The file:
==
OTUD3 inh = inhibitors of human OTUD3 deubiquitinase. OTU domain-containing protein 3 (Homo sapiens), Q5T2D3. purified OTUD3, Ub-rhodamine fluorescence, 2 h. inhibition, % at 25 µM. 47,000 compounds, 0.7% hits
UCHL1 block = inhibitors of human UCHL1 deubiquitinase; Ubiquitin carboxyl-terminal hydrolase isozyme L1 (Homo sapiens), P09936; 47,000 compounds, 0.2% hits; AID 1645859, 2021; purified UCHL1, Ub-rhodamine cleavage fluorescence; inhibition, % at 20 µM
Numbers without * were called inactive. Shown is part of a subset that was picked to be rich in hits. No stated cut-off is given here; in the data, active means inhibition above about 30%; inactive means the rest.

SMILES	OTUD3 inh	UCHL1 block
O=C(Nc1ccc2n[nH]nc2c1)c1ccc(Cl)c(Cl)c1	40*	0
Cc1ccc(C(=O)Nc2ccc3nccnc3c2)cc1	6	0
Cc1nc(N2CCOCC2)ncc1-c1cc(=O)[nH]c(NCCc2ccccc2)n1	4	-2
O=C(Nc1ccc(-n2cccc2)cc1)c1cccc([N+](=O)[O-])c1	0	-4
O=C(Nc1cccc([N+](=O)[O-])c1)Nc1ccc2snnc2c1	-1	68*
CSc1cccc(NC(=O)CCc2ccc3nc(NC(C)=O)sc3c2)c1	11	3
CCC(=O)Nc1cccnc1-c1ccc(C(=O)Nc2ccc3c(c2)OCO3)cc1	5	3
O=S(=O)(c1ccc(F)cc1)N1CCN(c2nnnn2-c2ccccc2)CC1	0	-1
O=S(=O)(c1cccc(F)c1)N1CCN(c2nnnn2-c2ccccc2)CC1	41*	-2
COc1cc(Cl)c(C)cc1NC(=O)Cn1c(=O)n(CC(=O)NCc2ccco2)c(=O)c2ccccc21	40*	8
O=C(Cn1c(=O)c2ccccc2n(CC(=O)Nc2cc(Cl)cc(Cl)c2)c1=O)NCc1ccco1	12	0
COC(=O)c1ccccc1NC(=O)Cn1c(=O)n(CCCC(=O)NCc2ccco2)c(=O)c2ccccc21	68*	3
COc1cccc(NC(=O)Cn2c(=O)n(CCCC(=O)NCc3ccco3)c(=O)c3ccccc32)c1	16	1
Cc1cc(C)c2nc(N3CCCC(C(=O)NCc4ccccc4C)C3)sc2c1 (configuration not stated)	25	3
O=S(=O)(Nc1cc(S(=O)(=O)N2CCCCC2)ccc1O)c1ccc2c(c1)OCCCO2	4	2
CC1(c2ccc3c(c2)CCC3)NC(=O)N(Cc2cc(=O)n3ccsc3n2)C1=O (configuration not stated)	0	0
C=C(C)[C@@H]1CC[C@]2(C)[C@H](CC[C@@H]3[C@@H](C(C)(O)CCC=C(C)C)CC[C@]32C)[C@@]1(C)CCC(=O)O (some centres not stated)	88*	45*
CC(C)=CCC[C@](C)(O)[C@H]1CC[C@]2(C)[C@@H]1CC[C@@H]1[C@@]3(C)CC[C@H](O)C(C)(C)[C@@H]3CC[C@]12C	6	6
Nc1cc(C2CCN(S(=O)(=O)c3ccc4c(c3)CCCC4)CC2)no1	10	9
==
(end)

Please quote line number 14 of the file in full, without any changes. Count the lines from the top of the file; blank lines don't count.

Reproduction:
COc1cc(Cl)c(C)cc1NC(=O)Cn1c(=O)n(CC(=O)NCc2ccco2)c(=O)c2ccccc21	40*	8